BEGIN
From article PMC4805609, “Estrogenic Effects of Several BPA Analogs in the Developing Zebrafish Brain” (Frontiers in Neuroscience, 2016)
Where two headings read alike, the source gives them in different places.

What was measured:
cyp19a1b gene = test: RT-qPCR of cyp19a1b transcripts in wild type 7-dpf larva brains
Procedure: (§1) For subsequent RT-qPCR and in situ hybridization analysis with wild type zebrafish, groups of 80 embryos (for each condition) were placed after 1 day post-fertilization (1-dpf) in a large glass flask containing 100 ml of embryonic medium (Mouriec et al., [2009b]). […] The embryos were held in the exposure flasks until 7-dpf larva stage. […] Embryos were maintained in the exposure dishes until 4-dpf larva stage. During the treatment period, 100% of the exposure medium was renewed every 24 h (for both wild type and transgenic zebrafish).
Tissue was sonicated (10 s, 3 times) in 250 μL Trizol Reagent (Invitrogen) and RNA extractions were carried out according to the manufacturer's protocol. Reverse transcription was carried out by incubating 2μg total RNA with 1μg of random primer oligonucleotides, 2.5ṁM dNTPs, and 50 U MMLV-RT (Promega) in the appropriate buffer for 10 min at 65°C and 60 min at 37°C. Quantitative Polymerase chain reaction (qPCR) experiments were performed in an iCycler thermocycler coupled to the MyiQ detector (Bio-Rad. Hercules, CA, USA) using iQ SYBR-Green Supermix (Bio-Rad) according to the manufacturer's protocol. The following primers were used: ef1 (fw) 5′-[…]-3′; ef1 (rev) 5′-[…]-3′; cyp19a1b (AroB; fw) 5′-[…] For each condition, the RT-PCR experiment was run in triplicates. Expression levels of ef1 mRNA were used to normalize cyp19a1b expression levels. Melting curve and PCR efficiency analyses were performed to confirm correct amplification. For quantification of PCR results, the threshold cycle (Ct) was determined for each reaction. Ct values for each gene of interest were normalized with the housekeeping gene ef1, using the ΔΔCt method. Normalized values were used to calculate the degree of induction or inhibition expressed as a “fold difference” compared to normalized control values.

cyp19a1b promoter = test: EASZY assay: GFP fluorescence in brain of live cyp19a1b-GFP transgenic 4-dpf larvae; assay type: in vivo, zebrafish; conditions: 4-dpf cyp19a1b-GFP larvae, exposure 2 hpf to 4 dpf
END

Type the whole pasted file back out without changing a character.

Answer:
From article PMC4805609, “Estrogenic Effects of Several BPA Analogs in the Developing Zebrafish Brain” (Frontiers in Neuroscience, 2016)
Where two headings read alike, the source gives them in different places.

What was measured:
cyp19a1b gene = test: RT-qPCR of cyp19a1b transcripts in wild type 7-dpf larva brains
Procedure: (§1) For subsequent RT-qPCR and in situ hybridization analysis with wild type zebrafish, groups of 80 embryos (for each condition) were placed after 1 day post-fertilization (1-dpf) in a large glass flask containing 100 ml of embryonic medium (Mouriec et al., [2009b]). […] The embryos were held in the exposure flasks until 7-dpf larva stage. […] Embryos were maintained in the exposure dishes until 4-dpf larva stage. During the treatment period, 100% of the exposure medium was renewed every 24 h (for both wild type and transgenic zebrafish).
Tissue was sonicated (10 s, 3 times) in 250 μL Trizol Reagent (Invitrogen) and RNA extractions were carried out according to the manufacturer's protocol. Reverse transcription was carried out by incubating 2μg total RNA with 1μg of random primer oligonucleotides, 2.5ṁM dNTPs, and 50 U MMLV-RT (Promega) in the appropriate buffer for 10 min at 65°C and 60 min at 37°C. Quantitative Polymerase chain reaction (qPCR) experiments were performed in an iCycler thermocycler coupled to the MyiQ detector (Bio-Rad. Hercules, CA, USA) using iQ SYBR-Green Supermix (Bio-Rad) according to the manufacturer's protocol. The following primers were used: ef1 (fw) 5′-[…]-3′; ef1 (rev) 5′-[…]-3′; cyp19a1b (AroB; fw) 5′-[…] For each condition, the RT-PCR experiment was run in triplicates. Expression levels of ef1 mRNA were used to normalize cyp19a1b expression levels. Melting curve and PCR efficiency analyses were performed to confirm correct amplification. For quantification of PCR results, the threshold cycle (Ct) was determined for each reaction. Ct values for each gene of interest were normalized with the housekeeping gene ef1, using the ΔΔCt method. Normalized values were used to calculate the degree of induction or inhibition expressed as a “fold difference” compared to normalized control values.

cyp19a1b promoter = test: EASZY assay: GFP fluorescence in brain of live cyp19a1b-GFP transgenic 4-dpf larvae; assay type: in vivo, zebrafish; conditions: 4-dpf cyp19a1b-GFP larvae, exposure 2 hpf to 4 dpf